Thursday, 5 March 2009


The forthcoming film about Hypatia of Alexandria, Agora, reminded me that there is a lovely photo by Julia Margaret Cameron (pioneer woman photographer) of a woman dressed as Hypatia.

A nice conjunction of two bluestocking heroines - the one a great classical pagan philosopher; the other an artist in the nascent field of photography.

Cameron's picture represents Hypatia as a strong (if slightly bored-looking) woman.  Other portrayals represent her as too dreamy, or too vulnerable (though to be fair, many of them were focussing on her just as she was about to be dismembered by the Christian mob).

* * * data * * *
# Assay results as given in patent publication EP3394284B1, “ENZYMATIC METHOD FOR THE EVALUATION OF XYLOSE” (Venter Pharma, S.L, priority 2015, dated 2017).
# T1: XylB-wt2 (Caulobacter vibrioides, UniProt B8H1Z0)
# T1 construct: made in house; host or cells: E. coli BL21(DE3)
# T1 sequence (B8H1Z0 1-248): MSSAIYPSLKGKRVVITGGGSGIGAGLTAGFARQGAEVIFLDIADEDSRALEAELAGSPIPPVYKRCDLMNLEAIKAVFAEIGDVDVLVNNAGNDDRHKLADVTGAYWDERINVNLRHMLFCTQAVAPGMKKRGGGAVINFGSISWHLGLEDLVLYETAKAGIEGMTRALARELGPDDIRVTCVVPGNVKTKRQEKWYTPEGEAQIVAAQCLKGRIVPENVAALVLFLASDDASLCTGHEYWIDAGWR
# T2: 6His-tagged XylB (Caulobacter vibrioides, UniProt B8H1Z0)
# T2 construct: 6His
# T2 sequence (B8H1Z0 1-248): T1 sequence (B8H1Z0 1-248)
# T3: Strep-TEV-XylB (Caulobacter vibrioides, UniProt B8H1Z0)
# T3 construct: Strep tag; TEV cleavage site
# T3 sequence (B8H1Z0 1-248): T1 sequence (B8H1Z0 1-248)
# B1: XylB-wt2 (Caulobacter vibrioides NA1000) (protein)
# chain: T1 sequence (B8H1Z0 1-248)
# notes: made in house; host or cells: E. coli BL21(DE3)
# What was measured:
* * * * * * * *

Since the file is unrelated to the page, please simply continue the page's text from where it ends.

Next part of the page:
She is also the patron of Cherry Hill Seminary:
Hypatia was a pagan, a woman, a martyr, and most importantly, a scholar. Born in 370 CE in Egypt, she was considered both eastern and western: She flourished and taught in the Mediterranean area and was fed by rivers of learning from all the civilizations in the mid-east. Hypatia was one of the mothers of our western traditions and embodied the scholarly riches of diverse cultures. Described by her contemporaries as a charismatic teacher, Hypatia was later murdered by a mob of zealous Christians in 415 CE.

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